I’m from Australia but I moved to Cambodia five years ago. Having grown up in the western world, living in Southeast Asian presented me with a very different lifestyle and new experiences. Sydney and Siem Reap are significantly different places to call home, being at virtually opposite ends of the development index.
It was my passion for archaeology which brought me to Cambodia and I was immediately hooked on the incredible temples of the Angkor. As an archaeologist I am fascinated by human history and how people have lived in the past, but I also admire the immense cultural diversity we can experience today. My work in Siem Reap is research based, but I also do occasional work in the heritage-tourism industry, so I was eager to see how things are done. While I have visited a few European countries, I have never been to Latvia and knew virtually nothing of its customs or history, so I was very excited come here.
Upon arrival in Riga airport it is immediately clear that the Latvian capital is very modern and highly developed city, and I admit this might not have left such an impression on me had it not been for my years in Cambodia. In terms of infrastructure and amenities, Riga is on par with any other city in the world. Aside from the radically different histories and languages, the main contrast between Sydney and Riga is the climate (and probably the beaches). With only a brief time to explore the old city and the University of Latvia, the real adventure began when we headed east towards Balvi, within the Latgale cultural region. In contrast to Riga, anecdotal evidence and my limited pre-trip reading had identified Latgale as the least developed region in the country. So, what to expect now?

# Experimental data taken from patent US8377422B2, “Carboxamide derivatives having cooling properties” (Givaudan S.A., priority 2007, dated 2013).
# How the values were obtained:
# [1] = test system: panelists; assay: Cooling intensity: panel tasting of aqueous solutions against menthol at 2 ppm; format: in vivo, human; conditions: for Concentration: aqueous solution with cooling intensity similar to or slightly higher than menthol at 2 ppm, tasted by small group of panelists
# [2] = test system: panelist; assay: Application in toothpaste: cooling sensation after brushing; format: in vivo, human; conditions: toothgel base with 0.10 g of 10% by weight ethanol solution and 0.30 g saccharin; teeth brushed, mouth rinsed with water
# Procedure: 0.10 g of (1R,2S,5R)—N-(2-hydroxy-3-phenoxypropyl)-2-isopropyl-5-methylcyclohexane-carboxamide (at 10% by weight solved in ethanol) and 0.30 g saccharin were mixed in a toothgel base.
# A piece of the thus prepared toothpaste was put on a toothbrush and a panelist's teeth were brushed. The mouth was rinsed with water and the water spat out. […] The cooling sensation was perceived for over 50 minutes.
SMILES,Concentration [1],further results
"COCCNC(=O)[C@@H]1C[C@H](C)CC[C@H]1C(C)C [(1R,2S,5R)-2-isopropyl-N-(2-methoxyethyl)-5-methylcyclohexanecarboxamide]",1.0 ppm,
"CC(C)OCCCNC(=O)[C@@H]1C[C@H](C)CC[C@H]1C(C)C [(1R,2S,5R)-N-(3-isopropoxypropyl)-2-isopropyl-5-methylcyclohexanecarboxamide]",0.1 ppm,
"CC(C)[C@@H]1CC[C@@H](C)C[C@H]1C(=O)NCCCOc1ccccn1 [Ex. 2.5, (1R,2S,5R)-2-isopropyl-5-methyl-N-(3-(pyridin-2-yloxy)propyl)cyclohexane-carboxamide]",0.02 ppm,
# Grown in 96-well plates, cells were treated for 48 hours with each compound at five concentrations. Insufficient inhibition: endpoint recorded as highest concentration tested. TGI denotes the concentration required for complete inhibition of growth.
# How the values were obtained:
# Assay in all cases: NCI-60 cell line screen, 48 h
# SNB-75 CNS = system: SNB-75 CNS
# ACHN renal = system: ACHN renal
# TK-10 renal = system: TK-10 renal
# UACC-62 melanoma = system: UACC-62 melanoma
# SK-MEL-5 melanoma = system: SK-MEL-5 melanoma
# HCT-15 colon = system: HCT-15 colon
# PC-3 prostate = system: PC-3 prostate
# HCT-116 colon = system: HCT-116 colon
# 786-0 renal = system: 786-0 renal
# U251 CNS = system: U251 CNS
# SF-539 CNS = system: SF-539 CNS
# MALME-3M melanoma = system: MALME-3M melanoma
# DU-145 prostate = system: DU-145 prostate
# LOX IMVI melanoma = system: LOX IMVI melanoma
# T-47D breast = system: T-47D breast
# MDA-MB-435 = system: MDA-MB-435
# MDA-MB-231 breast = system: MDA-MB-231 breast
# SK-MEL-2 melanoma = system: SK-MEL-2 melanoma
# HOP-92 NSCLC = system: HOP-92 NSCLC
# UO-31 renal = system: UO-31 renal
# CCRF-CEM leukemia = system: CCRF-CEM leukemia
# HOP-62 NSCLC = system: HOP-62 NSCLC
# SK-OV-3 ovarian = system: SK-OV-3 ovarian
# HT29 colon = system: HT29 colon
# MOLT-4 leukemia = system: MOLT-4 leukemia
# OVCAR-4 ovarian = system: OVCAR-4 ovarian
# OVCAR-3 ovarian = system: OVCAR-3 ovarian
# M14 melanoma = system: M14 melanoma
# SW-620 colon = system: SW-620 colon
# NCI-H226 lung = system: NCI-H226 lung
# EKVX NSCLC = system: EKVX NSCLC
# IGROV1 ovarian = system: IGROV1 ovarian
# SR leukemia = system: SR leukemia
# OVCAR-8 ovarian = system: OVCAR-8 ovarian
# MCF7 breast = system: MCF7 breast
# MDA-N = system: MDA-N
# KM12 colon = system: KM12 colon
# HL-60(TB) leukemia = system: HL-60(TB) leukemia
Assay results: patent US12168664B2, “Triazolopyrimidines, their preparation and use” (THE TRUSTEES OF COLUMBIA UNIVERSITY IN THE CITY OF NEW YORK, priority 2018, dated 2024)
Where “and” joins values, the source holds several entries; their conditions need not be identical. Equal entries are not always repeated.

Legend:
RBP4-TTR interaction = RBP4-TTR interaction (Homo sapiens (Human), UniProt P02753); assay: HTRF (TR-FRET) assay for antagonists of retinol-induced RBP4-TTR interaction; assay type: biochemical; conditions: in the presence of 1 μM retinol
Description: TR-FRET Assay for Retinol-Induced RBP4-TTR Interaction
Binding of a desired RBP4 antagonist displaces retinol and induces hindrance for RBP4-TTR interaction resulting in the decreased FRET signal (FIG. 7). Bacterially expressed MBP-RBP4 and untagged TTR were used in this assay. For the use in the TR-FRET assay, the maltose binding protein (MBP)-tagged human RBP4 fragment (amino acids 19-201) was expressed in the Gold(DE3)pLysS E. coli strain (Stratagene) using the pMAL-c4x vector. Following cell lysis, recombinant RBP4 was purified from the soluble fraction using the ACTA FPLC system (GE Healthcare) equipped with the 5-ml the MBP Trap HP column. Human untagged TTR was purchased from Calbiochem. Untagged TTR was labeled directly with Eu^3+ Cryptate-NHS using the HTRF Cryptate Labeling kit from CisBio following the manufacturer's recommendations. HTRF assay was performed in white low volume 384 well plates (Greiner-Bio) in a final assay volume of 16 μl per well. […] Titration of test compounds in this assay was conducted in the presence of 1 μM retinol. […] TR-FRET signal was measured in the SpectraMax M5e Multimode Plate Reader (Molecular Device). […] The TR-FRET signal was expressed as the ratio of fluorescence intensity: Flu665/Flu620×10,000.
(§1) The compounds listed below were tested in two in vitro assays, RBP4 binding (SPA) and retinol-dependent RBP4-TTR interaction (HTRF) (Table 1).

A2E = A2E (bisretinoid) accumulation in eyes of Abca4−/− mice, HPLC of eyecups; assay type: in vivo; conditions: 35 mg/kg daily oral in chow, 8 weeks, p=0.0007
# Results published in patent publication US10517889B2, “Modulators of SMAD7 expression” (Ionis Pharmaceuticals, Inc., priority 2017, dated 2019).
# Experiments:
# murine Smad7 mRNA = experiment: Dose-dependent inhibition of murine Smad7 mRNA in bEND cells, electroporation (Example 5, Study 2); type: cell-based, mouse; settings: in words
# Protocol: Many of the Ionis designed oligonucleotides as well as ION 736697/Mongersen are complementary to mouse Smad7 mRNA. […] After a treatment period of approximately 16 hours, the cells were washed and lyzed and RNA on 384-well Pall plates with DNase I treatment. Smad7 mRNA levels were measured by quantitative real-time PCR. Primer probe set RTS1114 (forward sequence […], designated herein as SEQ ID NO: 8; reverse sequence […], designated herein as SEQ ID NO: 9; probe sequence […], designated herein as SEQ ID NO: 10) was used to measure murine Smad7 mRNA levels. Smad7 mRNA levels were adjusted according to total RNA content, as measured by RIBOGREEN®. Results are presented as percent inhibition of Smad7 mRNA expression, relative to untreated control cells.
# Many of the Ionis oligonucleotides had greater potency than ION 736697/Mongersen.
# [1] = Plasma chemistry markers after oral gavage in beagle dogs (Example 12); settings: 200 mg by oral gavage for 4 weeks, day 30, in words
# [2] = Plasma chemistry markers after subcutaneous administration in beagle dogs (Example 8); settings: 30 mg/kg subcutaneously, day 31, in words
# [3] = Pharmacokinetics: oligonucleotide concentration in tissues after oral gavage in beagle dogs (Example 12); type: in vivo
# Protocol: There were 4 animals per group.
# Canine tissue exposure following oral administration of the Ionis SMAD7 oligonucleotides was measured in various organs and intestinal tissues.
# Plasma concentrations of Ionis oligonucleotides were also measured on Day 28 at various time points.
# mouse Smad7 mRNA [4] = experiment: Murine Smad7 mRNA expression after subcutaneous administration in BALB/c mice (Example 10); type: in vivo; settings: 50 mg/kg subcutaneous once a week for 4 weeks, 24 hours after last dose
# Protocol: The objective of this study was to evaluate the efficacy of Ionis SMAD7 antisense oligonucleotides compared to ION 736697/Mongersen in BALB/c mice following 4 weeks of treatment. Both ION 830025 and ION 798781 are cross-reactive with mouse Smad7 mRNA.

While on the bus trip to Balvi, one statistic was quite clear – around half of Latvia is indeed covered by forest. I was also pleased to learn that around 20% of Latvia is protected within natural reserves, and in fact the country has a long history of environment preservation as their oldest laws date back to the 16th and 17th centuries. Upon arrival we checked in at the Balvi State Gymnasium which was our base for the next few days. As we took in the various municipal centres, cultural institutions and museums around Balvi and beyond, it became clear that despite being relatively remote (~3 hours from Riga), the Latgale region is a gem. My personal favourites were Briežciema, where we saw traditional singing, took part in some folkdances and made a brief stop to experience the magic of lying down in a field, as well as the trip to Lūznava with its splendid manor and beautiful parklands. Our visit took place in early June so the countryside was verdant and alive. I was really impressed with the high standards in interpretation and display at the various museums we visited, as well as the local guides who took us around each site. Our visit to Latvia was truly a joyful experience. I would not hesitate recommending it to anyone.
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